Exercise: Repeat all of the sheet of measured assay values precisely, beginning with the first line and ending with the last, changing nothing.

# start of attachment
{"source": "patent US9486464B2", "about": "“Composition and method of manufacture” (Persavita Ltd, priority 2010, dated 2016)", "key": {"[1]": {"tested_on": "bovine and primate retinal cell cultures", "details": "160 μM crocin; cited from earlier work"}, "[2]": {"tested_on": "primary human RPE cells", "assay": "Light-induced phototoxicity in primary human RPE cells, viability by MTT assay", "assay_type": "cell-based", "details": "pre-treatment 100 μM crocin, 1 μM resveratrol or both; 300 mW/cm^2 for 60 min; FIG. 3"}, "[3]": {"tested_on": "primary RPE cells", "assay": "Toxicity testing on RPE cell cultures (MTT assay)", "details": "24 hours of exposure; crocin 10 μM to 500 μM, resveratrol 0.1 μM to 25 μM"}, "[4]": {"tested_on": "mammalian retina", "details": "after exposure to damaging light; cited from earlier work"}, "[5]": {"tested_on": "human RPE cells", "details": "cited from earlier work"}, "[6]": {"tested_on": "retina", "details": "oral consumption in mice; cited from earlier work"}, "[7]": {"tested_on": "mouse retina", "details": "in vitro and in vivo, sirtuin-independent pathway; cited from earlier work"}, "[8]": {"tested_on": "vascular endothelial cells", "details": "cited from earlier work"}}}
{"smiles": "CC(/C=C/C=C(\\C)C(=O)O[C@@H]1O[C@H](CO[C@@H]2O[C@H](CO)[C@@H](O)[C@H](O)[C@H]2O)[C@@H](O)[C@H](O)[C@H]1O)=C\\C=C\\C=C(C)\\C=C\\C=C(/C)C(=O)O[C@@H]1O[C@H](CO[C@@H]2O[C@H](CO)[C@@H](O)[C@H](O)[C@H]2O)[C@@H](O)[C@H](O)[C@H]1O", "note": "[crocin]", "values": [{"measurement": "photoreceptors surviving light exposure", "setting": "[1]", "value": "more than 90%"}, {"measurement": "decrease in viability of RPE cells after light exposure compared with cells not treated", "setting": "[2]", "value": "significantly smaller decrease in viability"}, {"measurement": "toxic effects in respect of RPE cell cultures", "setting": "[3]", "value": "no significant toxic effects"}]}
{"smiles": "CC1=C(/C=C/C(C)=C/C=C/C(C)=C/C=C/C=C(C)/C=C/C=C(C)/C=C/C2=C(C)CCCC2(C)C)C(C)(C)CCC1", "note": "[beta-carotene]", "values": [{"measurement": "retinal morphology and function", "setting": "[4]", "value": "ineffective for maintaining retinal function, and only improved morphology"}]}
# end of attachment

{"source": "patent US9486464B2", "about": "“Composition and method of manufacture” (Persavita Ltd, priority 2010, dated 2016)", "key": {"[1]": {"tested_on": "bovine and primate retinal cell cultures", "details": "160 μM crocin; cited from earlier work"}, "[2]": {"tested_on": "primary human RPE cells", "assay": "Light-induced phototoxicity in primary human RPE cells, viability by MTT assay", "assay_type": "cell-based", "details": "pre-treatment 100 μM crocin, 1 μM resveratrol or both; 300 mW/cm^2 for 60 min; FIG. 3"}, "[3]": {"tested_on": "primary RPE cells", "assay": "Toxicity testing on RPE cell cultures (MTT assay)", "details": "24 hours of exposure; crocin 10 μM to 500 μM, resveratrol 0.1 μM to 25 μM"}, "[4]": {"tested_on": "mammalian retina", "details": "after exposure to damaging light; cited from earlier work"}, "[5]": {"tested_on": "human RPE cells", "details": "cited from earlier work"}, "[6]": {"tested_on": "retina", "details": "oral consumption in mice; cited from earlier work"}, "[7]": {"tested_on": "mouse retina", "details": "in vitro and in vivo, sirtuin-independent pathway; cited from earlier work"}, "[8]": {"tested_on": "vascular endothelial cells", "details": "cited from earlier work"}}}
{"smiles": "CC(/C=C/C=C(\\C)C(=O)O[C@@H]1O[C@H](CO[C@@H]2O[C@H](CO)[C@@H](O)[C@H](O)[C@H]2O)[C@@H](O)[C@H](O)[C@H]1O)=C\\C=C\\C=C(C)\\C=C\\C=C(/C)C(=O)O[C@@H]1O[C@H](CO[C@@H]2O[C@H](CO)[C@@H](O)[C@H](O)[C@H]2O)[C@@H](O)[C@H](O)[C@H]1O", "note": "[crocin]", "values": [{"measurement": "photoreceptors surviving light exposure", "setting": "[1]", "value": "more than 90%"}, {"measurement": "decrease in viability of RPE cells after light exposure compared with cells not treated", "setting": "[2]", "value": "significantly smaller decrease in viability"}, {"measurement": "toxic effects in respect of RPE cell cultures", "setting": "[3]", "value": "no significant toxic effects"}]}
{"smiles": "CC1=C(/C=C/C(C)=C/C=C/C(C)=C/C=C/C=C(C)/C=C/C=C(C)/C=C/C2=C(C)CCCC2(C)C)C(C)(C)CCC1", "note": "[beta-carotene]", "values": [{"measurement": "retinal morphology and function", "setting": "[4]", "value": "ineffective for maintaining retinal function, and only improved morphology"}]}